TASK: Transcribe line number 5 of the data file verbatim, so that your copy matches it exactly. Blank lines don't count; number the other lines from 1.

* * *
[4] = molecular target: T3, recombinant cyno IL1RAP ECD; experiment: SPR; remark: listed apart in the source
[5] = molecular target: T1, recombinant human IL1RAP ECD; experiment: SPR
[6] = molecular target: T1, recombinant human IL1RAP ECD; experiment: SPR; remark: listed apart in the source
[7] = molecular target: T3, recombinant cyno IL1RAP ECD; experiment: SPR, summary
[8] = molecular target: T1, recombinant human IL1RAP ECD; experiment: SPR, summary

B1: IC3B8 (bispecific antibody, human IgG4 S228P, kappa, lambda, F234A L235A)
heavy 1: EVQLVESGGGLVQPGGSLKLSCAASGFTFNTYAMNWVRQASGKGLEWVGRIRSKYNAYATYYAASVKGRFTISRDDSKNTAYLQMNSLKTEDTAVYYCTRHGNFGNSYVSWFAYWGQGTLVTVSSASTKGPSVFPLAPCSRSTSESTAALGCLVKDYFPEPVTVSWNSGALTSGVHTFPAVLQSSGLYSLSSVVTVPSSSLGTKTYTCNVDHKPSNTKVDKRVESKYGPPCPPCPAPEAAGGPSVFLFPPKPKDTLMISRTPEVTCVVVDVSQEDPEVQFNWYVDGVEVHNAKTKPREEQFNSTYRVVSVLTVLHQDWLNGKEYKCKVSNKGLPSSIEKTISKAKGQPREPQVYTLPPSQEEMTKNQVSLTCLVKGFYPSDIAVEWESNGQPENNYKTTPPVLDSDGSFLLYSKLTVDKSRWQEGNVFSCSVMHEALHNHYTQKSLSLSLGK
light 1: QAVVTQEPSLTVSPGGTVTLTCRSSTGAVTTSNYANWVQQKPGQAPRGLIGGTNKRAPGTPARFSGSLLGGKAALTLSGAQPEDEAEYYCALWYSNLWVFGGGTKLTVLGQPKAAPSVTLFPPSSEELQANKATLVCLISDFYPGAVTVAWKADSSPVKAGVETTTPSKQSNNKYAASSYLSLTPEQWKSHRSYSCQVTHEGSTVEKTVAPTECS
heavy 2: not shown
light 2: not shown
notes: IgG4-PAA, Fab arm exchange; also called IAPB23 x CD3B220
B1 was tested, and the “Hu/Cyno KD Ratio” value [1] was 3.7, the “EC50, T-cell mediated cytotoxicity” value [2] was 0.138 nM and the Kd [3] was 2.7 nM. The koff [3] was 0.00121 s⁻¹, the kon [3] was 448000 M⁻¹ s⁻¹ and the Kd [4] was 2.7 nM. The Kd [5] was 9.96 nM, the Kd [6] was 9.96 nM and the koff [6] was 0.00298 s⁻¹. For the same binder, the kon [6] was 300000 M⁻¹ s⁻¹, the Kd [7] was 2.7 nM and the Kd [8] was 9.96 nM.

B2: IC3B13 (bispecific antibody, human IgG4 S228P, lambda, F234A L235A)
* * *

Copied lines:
[8] = molecular target: T1, recombinant human IL1RAP ECD; experiment: SPR, summary